4. Review the report.

We will send you a report (within 15-30 days), which will include recommended next steps. We’re also here to help you understand the report.

5. Take the necessary steps to fix the problem, if required.

What to do if you think you have mold

1. Call us at (800) 864-3236 for a free phone consultation.

You will be able to speak with a specialist, who will ask you a series of questions to help identify your best course of action.

2. Get a sample.

We may advise you on how to take a sample, or we will schedule one of our certified technicians to come to your property to perform an inspection.

3. Complete the paperwork.

If you are taking your own sample, be sure to complete the Chain of Custody Paperwork & mail it or drop off at our lab, located at 37575 W Huron River Dr, Romulus, MI 48174. If we send a technician for an inspection, they will complete the paperwork for you.

4. Review the report.

Our lab will send you a report (within 15-30 days), which will include recommended next steps. We’re also here to help you understand the report.

5. Take the necessary steps to fix the problem, if required.

What to do if you think you have asbestos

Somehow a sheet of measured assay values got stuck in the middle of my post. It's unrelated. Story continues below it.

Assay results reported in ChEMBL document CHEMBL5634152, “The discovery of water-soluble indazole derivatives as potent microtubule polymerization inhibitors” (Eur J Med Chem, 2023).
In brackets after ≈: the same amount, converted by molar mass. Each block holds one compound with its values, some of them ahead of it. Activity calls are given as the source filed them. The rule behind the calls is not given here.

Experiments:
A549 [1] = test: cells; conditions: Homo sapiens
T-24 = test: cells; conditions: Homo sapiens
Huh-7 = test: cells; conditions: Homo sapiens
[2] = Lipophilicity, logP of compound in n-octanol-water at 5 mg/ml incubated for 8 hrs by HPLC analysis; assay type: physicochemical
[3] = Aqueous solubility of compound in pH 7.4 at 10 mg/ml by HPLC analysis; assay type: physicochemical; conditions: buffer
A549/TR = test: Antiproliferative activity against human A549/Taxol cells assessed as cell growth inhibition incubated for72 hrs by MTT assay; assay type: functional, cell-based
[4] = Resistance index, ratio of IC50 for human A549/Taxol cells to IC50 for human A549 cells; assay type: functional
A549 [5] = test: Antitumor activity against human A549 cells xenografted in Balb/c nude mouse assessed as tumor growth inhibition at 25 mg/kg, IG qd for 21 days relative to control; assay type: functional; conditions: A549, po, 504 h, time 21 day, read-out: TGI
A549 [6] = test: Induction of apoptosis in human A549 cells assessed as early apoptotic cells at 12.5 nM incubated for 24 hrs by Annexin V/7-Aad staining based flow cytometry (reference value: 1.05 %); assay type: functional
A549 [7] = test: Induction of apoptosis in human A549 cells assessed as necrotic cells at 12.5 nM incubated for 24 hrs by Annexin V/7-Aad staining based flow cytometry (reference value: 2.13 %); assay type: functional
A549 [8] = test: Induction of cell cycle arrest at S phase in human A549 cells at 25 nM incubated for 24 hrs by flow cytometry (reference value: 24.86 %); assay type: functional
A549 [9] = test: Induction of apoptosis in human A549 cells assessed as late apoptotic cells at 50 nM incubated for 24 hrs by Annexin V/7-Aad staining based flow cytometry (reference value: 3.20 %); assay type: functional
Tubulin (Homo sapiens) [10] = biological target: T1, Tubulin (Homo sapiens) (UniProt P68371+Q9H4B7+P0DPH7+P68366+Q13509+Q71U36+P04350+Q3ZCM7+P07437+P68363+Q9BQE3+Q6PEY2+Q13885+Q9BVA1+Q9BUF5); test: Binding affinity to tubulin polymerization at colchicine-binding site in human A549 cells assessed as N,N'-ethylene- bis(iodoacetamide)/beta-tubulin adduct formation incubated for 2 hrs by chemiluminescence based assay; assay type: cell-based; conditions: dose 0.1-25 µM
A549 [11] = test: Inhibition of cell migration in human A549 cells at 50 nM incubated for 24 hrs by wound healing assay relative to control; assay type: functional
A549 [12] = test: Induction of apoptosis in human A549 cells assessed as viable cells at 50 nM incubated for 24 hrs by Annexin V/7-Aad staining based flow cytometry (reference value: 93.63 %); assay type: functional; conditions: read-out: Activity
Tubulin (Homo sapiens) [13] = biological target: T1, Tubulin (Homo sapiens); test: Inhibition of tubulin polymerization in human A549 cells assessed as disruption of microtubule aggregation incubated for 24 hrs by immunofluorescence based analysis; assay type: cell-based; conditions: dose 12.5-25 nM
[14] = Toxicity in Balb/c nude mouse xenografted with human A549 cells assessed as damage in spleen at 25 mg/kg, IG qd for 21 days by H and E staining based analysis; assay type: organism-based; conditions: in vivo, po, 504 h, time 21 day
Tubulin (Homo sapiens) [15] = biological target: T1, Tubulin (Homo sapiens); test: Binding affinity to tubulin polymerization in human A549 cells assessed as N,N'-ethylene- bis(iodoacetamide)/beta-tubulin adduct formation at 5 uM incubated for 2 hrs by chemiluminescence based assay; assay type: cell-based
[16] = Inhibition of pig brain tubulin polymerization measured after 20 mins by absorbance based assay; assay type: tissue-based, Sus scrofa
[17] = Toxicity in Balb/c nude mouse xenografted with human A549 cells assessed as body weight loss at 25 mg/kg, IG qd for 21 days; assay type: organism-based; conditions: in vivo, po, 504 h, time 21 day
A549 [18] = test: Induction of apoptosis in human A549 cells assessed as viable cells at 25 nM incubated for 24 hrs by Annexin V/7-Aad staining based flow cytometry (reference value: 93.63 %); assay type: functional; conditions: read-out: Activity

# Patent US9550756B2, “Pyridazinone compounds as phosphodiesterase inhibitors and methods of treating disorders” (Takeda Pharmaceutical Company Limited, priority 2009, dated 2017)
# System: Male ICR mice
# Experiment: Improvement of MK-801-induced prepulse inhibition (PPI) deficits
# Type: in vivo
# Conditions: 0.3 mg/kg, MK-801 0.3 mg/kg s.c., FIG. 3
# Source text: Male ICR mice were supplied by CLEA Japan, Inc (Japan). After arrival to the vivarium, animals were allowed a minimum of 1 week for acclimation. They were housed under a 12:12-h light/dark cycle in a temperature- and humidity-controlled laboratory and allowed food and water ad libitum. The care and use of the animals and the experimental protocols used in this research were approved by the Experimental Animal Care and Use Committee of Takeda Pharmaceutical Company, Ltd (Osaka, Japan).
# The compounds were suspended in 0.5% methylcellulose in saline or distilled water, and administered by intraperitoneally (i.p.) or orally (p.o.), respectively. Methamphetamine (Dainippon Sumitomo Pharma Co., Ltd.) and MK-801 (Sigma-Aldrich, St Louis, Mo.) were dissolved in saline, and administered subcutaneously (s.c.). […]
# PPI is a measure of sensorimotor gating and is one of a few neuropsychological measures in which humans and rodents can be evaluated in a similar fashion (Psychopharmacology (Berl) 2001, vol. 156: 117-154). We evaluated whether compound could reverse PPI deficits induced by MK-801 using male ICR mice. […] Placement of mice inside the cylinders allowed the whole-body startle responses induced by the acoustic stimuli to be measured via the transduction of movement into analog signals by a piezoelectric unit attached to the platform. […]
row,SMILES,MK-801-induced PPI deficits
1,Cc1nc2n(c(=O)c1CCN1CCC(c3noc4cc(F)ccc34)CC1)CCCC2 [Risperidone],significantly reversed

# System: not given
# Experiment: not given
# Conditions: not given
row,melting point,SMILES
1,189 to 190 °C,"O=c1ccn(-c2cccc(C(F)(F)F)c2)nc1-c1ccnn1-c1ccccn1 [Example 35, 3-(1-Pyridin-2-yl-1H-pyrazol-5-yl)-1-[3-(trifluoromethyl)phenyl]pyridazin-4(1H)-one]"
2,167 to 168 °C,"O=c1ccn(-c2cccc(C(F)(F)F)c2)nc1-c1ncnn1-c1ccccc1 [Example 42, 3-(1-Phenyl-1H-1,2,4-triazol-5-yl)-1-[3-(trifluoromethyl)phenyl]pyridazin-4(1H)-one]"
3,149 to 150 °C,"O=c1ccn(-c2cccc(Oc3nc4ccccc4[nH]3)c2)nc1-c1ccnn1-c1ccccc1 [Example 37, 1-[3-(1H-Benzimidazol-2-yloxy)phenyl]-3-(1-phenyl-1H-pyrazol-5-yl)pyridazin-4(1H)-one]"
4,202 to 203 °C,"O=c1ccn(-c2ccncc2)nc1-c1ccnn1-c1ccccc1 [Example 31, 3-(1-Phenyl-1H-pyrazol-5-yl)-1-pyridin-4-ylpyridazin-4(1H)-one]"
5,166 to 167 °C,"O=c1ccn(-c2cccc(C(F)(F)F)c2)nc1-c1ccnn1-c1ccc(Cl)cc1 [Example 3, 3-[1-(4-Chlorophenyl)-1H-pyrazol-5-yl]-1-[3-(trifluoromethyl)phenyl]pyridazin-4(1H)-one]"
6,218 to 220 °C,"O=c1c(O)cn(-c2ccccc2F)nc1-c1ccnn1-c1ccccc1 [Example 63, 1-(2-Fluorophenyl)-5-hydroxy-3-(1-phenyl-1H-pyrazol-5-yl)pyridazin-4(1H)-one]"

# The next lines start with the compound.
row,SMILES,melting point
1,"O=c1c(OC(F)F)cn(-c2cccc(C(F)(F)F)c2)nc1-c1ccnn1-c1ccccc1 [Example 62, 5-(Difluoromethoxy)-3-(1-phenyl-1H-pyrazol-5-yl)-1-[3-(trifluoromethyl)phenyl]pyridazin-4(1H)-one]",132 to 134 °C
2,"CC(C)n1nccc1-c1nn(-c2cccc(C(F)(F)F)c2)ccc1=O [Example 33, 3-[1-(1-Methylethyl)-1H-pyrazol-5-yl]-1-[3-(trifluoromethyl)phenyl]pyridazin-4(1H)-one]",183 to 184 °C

1. Call us at (800) 864-3236 for a free phone consultation.

You will be able to speak with a specialist, who will ask you a series of questions to help identify your best course of action.

2. Get a sample.

Depending on whether or not you may have a friable material (learn more here), we will either advise you on how to take a sample, or schedule one of our certified technicians to come to your property to perform an inspection. You can learn more about taking your own sample here.

3. Complete the paperwork.

If you are taking your own sample, be sure to complete the Chain of Custody Paperwork & mail it or drop off at our lab, located at 37575 W Huron River Dr, Romulus, MI 48174. If we send a technician for an inspection, they will complete the paperwork for you.

4. Review the report.

Our lab will send you a report (within 15-30 days), which will include recommended next steps. We’re also here to help you understand the report.

5. Take the necessary steps to fix the problem, if required.